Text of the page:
Taisugar ethanol plan doom by changing government policy
Taiwan News, Staff Writer
2014-07-17 02:39 PM

Taiwanese energy and food producers woke up from their ethanol dreams after years of futile attempts to build ethanol facilities. Taiwan Sugar Corporation, also known as Taisugar, originally planned to invest NT$3 billion in building a sugarcane ethanol plant with expected annual capacity of 120 million liters. However, the company announced termination of this plan as Taiwan government has long been unable to nail down its renewable energy policy.

The Executive Yuan will convene a national energy conference in August. In 2006, the Executive Yuan made ethanol production an economic policy priority, but ironically, not one company so far has been granted permission to develop ethanol fuel, including Taiwan CPC and Vedan. Taisugar followed with steps to cancel a plan to establish an ethanol plant after assessment that the government will not approve any ethanol production plan in the foreseeable future due to objections from other government agencies.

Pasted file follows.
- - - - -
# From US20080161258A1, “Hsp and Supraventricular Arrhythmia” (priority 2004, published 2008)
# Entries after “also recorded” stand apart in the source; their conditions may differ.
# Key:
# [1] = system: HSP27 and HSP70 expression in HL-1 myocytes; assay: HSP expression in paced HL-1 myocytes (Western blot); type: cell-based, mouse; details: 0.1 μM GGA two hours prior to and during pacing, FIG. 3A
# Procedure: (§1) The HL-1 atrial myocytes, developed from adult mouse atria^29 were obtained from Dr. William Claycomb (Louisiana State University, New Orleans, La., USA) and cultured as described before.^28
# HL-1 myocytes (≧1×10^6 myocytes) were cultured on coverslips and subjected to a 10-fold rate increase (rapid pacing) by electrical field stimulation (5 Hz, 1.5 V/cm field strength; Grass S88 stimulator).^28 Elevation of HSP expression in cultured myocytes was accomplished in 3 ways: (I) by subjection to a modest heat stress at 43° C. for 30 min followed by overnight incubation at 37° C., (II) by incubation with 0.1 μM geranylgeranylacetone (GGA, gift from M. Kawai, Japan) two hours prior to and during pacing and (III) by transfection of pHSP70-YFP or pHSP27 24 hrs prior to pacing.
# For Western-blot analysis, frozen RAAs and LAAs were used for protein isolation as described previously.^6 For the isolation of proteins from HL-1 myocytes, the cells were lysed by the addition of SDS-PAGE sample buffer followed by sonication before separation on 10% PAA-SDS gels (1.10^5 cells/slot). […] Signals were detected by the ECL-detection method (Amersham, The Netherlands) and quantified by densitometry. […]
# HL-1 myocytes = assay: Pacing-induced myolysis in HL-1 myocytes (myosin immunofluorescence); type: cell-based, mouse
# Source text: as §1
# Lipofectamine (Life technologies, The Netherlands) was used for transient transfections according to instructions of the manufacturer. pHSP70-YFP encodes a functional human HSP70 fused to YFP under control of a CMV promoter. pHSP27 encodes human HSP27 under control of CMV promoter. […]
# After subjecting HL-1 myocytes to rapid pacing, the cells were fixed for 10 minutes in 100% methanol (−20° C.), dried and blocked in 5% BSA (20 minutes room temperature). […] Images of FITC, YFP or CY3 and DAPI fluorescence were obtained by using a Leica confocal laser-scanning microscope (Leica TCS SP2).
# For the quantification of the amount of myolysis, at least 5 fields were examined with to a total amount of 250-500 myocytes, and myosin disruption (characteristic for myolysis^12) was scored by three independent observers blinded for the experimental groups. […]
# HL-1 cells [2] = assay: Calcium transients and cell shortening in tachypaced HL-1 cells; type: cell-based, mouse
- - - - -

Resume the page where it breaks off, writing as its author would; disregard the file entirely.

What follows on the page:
Taisugar’s Nan-Ching Factory manager Chen Wei-tung noted that the cabinet-level Council of Agriculture disapproves of fuel makers vying for resources with farmers.

Chen added that sugarcane ethanol has been considered the green gold which is, not only celebrated as environmentally-friendly fuel, but can also bring economic benefit to rural areas. Years ago, Taisugar estimated that Taiwan needs 300 million liters of ethanol fuel a year and the company is capable of supplying over one third of this amount. However, the changing policy has forced potential producers to quit the plan, including Taisugar, whose Nan-Ching factory was supposed to start ethanol production in 2015 pending permission.

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